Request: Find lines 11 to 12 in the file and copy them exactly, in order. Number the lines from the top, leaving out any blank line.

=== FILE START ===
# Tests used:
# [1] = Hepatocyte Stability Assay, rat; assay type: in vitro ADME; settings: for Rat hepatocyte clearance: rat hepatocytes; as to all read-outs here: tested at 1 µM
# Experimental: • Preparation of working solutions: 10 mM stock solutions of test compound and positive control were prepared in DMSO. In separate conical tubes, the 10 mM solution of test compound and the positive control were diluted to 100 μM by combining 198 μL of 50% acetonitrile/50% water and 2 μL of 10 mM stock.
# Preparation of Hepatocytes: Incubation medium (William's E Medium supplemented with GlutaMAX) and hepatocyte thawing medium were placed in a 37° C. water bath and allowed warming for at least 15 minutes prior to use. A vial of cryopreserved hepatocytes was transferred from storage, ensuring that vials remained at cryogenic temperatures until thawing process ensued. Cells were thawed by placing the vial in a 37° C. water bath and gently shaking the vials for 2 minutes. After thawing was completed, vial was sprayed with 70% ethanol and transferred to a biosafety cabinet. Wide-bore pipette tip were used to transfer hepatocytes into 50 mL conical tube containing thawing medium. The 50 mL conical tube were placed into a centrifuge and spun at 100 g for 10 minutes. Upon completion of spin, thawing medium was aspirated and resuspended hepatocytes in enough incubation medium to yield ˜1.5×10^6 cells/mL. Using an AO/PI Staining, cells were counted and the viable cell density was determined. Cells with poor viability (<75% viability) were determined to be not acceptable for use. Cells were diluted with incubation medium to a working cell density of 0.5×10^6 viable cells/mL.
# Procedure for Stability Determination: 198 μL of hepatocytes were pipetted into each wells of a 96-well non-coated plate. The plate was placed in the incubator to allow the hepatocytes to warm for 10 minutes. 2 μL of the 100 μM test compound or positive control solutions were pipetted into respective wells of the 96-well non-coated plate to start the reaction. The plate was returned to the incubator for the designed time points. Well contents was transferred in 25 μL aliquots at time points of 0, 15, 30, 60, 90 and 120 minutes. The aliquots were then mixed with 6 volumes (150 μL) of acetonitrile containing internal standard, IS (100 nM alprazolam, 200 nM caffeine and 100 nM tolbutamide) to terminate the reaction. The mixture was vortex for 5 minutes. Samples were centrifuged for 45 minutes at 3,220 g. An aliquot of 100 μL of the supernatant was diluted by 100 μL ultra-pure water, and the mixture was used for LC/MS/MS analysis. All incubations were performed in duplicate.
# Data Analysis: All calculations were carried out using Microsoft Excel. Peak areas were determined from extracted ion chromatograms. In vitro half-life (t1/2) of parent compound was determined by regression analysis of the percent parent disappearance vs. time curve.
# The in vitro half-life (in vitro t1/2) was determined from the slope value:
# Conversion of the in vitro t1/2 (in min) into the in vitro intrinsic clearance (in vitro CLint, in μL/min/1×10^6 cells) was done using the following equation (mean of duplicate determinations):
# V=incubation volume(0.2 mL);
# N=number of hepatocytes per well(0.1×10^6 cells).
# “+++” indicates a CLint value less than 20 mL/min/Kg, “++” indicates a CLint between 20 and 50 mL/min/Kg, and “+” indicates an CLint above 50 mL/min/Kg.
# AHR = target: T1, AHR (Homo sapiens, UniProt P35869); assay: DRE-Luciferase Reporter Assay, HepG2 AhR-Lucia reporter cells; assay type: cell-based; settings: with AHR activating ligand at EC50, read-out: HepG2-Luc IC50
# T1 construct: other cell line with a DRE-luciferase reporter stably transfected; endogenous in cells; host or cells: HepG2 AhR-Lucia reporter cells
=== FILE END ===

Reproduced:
# “+++” indicates a CLint value less than 20 mL/min/Kg, “++” indicates a CLint between 20 and 50 mL/min/Kg, and “+” indicates an CLint above 50 mL/min/Kg.
# AHR = target: T1, AHR (Homo sapiens, UniProt P35869); assay: DRE-Luciferase Reporter Assay, HepG2 AhR-Lucia reporter cells; assay type: cell-based; settings: with AHR activating ligand at EC50, read-out: HepG2-Luc IC50